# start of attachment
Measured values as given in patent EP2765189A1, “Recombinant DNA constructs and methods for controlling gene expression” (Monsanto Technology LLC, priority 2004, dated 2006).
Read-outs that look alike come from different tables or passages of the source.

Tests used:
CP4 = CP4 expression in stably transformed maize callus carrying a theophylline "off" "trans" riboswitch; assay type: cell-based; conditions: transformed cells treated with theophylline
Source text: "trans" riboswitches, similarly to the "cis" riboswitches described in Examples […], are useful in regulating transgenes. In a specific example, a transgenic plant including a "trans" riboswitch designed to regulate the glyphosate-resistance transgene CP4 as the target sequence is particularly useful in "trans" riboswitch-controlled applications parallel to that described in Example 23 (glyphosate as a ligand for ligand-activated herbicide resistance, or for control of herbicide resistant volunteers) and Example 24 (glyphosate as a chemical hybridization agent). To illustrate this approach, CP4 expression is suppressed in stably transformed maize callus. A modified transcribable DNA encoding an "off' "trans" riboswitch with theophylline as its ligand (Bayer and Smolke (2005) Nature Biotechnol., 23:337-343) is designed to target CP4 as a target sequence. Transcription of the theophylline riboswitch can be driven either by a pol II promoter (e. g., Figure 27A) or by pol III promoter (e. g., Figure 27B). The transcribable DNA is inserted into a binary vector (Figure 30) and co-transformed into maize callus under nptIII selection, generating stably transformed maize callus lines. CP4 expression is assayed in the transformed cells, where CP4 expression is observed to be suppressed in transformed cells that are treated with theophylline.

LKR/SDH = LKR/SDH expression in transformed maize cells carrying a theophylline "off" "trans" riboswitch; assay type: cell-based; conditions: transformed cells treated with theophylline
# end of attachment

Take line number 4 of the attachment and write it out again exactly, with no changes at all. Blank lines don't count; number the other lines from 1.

CP4 = CP4 expression in stably transformed maize callus carrying a theophylline "off" "trans" riboswitch; assay type: cell-based; conditions: transformed cells treated with theophylline